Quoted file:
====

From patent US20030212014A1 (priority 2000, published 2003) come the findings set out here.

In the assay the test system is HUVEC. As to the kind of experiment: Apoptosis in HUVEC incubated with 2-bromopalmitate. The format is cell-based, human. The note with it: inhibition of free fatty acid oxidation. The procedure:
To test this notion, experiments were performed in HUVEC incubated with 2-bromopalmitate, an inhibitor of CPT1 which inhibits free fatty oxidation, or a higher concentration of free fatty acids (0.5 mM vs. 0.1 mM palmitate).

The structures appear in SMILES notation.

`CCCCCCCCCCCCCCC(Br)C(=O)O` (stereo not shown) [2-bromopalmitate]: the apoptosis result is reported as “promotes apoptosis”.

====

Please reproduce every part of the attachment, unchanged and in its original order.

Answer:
From patent US20030212014A1 (priority 2000, published 2003) come the findings set out here.

In the assay the test system is HUVEC. As to the kind of experiment: Apoptosis in HUVEC incubated with 2-bromopalmitate. The format is cell-based, human. The note with it: inhibition of free fatty acid oxidation. The procedure:
To test this notion, experiments were performed in HUVEC incubated with 2-bromopalmitate, an inhibitor of CPT1 which inhibits free fatty oxidation, or a higher concentration of free fatty acids (0.5 mM vs. 0.1 mM palmitate).

The structures appear in SMILES notation.

`CCCCCCCCCCCCCCC(Br)C(=O)O` (stereo not shown) [2-bromopalmitate]: the apoptosis result is reported as “promotes apoptosis”.